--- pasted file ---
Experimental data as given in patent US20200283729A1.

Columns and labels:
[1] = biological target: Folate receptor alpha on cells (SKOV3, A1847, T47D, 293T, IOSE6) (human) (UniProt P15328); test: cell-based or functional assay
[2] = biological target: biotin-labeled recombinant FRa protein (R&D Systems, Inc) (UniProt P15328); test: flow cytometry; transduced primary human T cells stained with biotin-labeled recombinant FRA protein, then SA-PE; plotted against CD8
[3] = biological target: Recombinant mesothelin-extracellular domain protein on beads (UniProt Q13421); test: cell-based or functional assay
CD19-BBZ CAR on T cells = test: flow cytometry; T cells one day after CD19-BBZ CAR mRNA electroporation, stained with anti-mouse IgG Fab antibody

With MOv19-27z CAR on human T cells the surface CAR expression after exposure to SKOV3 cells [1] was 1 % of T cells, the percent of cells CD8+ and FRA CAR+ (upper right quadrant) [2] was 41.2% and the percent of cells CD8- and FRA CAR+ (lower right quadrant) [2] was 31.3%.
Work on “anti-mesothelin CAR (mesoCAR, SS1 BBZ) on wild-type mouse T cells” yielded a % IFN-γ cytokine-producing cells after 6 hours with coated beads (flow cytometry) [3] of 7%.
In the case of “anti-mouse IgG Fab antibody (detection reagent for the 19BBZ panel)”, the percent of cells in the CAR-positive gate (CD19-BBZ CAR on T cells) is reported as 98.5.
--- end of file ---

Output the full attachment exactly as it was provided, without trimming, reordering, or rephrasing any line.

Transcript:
Experimental data as given in patent US20200283729A1.

Columns and labels:
[1] = biological target: Folate receptor alpha on cells (SKOV3, A1847, T47D, 293T, IOSE6) (human) (UniProt P15328); test: cell-based or functional assay
[2] = biological target: biotin-labeled recombinant FRa protein (R&D Systems, Inc) (UniProt P15328); test: flow cytometry; transduced primary human T cells stained with biotin-labeled recombinant FRA protein, then SA-PE; plotted against CD8
[3] = biological target: Recombinant mesothelin-extracellular domain protein on beads (UniProt Q13421); test: cell-based or functional assay
CD19-BBZ CAR on T cells = test: flow cytometry; T cells one day after CD19-BBZ CAR mRNA electroporation, stained with anti-mouse IgG Fab antibody

With MOv19-27z CAR on human T cells the surface CAR expression after exposure to SKOV3 cells [1] was 1 % of T cells, the percent of cells CD8+ and FRA CAR+ (upper right quadrant) [2] was 41.2% and the percent of cells CD8- and FRA CAR+ (lower right quadrant) [2] was 31.3%.
Work on “anti-mesothelin CAR (mesoCAR, SS1 BBZ) on wild-type mouse T cells” yielded a % IFN-γ cytokine-producing cells after 6 hours with coated beads (flow cytometry) [3] of 7%.
In the case of “anti-mouse IgG Fab antibody (detection reagent for the 19BBZ panel)”, the percent of cells in the CAR-positive gate (CD19-BBZ CAR on T cells) is reported as 98.5.